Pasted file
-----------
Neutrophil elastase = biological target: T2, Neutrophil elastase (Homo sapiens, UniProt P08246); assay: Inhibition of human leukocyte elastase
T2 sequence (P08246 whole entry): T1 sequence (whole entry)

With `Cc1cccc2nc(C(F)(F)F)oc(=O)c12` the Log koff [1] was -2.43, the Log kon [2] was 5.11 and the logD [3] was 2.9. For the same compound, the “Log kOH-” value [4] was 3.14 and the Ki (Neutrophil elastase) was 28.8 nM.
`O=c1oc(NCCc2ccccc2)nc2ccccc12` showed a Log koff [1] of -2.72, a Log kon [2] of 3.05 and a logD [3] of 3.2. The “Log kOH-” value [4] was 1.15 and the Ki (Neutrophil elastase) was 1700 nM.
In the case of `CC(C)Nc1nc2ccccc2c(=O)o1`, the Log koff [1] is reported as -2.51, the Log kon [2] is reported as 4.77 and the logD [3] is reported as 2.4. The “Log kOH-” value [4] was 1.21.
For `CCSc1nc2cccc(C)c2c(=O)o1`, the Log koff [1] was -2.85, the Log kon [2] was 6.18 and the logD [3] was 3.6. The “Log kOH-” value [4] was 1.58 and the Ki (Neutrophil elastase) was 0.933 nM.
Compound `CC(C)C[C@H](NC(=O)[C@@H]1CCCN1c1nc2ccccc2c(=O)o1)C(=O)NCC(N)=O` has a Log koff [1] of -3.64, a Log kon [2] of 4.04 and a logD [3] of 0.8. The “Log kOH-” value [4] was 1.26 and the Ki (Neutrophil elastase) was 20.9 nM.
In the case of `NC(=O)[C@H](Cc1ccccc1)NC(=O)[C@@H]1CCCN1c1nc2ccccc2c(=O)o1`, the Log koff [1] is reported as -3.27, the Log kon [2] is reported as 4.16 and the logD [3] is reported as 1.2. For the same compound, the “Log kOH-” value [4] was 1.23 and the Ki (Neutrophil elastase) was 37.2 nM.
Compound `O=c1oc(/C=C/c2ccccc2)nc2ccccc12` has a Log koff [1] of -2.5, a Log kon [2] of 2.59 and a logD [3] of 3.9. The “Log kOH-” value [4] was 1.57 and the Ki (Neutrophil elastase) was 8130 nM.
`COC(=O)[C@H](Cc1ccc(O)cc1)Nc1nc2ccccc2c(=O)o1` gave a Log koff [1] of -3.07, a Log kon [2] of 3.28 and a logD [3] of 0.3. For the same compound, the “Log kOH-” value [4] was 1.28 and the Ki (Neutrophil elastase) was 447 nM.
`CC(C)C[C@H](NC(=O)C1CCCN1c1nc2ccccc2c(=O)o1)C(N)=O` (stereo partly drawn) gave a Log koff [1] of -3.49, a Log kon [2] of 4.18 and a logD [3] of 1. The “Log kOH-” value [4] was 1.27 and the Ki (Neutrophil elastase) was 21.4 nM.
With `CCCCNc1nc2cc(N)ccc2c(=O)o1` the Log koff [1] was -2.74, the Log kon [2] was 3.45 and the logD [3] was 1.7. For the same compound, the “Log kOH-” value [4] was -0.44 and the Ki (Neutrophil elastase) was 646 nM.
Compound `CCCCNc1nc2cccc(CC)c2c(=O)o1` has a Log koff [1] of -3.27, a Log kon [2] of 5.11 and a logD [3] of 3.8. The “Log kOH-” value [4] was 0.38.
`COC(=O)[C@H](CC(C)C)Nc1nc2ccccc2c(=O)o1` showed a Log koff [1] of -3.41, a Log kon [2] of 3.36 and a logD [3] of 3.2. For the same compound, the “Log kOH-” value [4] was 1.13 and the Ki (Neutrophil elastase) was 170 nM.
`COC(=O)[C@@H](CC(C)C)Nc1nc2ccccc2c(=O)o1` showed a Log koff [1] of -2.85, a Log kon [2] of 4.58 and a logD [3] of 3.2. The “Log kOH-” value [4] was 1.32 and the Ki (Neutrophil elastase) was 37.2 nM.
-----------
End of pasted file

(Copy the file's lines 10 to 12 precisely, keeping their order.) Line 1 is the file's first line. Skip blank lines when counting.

`COC(=O)[C@H](Cc1ccc(O)cc1)Nc1nc2ccccc2c(=O)o1` gave a Log koff [1] of -3.07, a Log kon [2] of 3.28 and a logD [3] of 0.3. For the same compound, the “Log kOH-” value [4] was 1.28 and the Ki (Neutrophil elastase) was 447 nM.
`CC(C)C[C@H](NC(=O)C1CCCN1c1nc2ccccc2c(=O)o1)C(N)=O` (stereo partly drawn) gave a Log koff [1] of -3.49, a Log kon [2] of 4.18 and a logD [3] of 1. The “Log kOH-” value [4] was 1.27 and the Ki (Neutrophil elastase) was 21.4 nM.
With `CCCCNc1nc2cc(N)ccc2c(=O)o1` the Log koff [1] was -2.74, the Log kon [2] was 3.45 and the logD [3] was 1.7. For the same compound, the “Log kOH-” value [4] was -0.44 and the Ki (Neutrophil elastase) was 646 nM.